China sharpens economic espionage penalties in ‘tit-for-tat provision’ against US accusations of trade secret theft

15-Jul-2020 Intellasia | South China Morning Post | 6:02 AM Print This Post

China is amending its criminal code to cover trade secrets theft by foreign businesses, a change that could give Beijing a tool to retaliate against the United States for alleged economic espionage.

The proposed new section on economic espionage by foreign firms, which has flown under the radar of many foreign intellectual property lawyers, is part of a wider amendment to the country’s criminal code.

A draft of the law has been released for public review until August 16. If passed, the punishment for stealing Chinese trade secrets to benefit a foreign entity will be much more severe than the current three-year jail sentence for general trade secret theft.

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The new clause will target any person or company that “steals, spies, buys, or illegally provides trade secrets to foreign institutions, organisations, and personnel”.

Strong penalties can help China resist “raging attacks” by foreign economic agents to capture trade secrets and better protect China’s national interests, said a joint report by procuratorial departments in Shanghai earlier this year.

It also comes as the world’s two largest economies are in conflict on multiple fronts, including a significant increase in the prosecutions of Chinese nationals over alleged economic espionage activities in the US.

Some lawyers have said the new clause in China’s criminal code is a clear response to US espionage cases against Chinese entities.

“Given the deteriorating relations between China and the US, I expect there to be a surge of US legal proceedings on Chinese-related economic espionage cases, so the intention of this amendment is self-evident, that is, it is reciprocal and a tit-for-tat provision against the US,” said a Beijing-based trade lawyer, who asked to be identified only by his surname Xu due to the sensitivity of this topic.

“If the US prosecutes more Chinese in the future, then China can do the same under this amendment once it is passed.”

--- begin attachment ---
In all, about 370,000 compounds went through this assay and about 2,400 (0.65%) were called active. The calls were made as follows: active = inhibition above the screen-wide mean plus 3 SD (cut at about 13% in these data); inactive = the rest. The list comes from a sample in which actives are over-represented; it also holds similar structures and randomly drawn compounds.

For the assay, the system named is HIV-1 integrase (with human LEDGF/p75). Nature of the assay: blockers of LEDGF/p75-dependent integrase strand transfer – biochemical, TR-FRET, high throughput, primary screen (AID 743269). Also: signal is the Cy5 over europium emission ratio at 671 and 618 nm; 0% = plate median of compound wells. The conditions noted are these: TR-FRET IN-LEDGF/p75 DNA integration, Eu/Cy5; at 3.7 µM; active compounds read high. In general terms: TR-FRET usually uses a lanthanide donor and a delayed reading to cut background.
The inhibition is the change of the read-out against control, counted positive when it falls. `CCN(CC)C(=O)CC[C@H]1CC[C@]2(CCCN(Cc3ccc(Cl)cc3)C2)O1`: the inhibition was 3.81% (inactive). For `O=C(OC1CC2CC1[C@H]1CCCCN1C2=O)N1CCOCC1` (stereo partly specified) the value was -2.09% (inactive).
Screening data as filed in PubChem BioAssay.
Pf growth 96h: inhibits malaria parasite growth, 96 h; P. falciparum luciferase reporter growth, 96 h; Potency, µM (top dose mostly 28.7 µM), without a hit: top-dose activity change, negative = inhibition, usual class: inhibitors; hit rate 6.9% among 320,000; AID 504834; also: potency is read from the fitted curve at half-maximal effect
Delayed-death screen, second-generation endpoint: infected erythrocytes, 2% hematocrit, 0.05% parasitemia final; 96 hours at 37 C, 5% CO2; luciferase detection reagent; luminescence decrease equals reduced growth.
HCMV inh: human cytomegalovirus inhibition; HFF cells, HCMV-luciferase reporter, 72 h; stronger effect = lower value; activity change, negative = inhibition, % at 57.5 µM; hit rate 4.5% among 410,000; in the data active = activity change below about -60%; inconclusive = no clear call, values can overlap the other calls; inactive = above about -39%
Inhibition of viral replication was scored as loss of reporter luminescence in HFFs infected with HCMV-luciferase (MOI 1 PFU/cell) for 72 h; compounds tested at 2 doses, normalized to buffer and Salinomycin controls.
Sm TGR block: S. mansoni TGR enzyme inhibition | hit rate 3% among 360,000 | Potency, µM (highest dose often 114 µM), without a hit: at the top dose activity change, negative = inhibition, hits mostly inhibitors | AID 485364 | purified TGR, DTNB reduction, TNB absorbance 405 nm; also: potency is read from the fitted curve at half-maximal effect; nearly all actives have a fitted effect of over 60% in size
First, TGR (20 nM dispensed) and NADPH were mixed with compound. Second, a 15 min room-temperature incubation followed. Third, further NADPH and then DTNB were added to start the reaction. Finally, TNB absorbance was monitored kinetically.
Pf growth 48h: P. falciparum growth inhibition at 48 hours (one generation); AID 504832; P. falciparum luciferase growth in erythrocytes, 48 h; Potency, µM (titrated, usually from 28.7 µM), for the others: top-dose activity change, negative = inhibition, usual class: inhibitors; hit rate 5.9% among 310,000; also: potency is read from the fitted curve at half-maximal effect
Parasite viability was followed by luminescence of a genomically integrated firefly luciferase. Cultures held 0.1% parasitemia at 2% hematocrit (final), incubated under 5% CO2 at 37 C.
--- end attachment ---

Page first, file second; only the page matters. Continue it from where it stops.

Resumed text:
The US Department of Justice’s (DOJ) China Initiative, a project launched in November 2018 to investigate and prosecute Chinese companies for alleged trade secret theft, economic espionage, and other violations of American law, said in a report in June that about 80 per cent of all economic espionage prosecutions brought by the DOJ allege conduct that would benefit the Chinese state. In about 60 per cent of all trade secret theft cases, there was at least some connection to China, it said.

In an interview with Fox News in June, FBI director Christopher Wray said the agency has more than 2,000 active investigations that trace back to Beijing, a roughly 1,300 per cent increase in economic espionage investigations involving China over the past decade. He said China was actively spying on Fortune 100 companies.

“There’s no country that presents a broader or more comprehensive threat to America’s innovation, to our economic security and to our democratic ideas,” Wray said.

The trade secret provision [of Chinese law] is similar to the US Economic Espionage Act that the US Department of Justice has been using to target Chinese Americans and Chinese nationals

Aaron Wininger

Under the US Economic Espionage Act, penalties for theft of trade secrets include fines of up to $500,000 per offence and imprisonment of up to 15 years for individuals, as well as fines of up to $10 million for organisations.

The Chinese law does not set a maximum for jail terms or fines, but in theory under China’s criminal code it could be up to 15 years and include fines that could exceed $10 million, said Xu.

“The trade secret provision [of Chinese law] is similar to the US Economic Espionage Act that the US Department of Justice has been using to target Chinese Americans and Chinese nationals,” said Aaron Wininger, director of the China Intellectual Property Practise at California-based law firm Schwegman Lundberg & Woessner.

“The Chinese amendment would seem to be a reciprocal provision and I would expect China would like to have some prosecutions under it once the law is passed.”

The significant increase in prosecutions against Chinese nationals in the US, combined with statements by the Trump administration, likely encouraged China to draft the new provision that targets the purchase of stolen trade secrets by foreign nationals, he said.

It has been an open secret that multinational companies have engaged in commercial espionage in China, said Zhao Bingzhi, an expert on criminal law at Beijing Normal University.

In 2010, China sentenced Australian citizen Stern Hu, the former head of global miner Rio Tinto’s China iron ore business, and three Chinese colleagues to between seven and 14 years in jail for stealing trade secrets that helped Rio in iron ore negotiations with Chinese mills.

The four were also convicted of taking bribes from private Chinese mills to secure access to relatively low-cost and stable term iron ore contracts. Hu was released in 2018.

https://sg.news.yahoo.com/china-sharpens-economic-espionage-penalties-070825522.html

 


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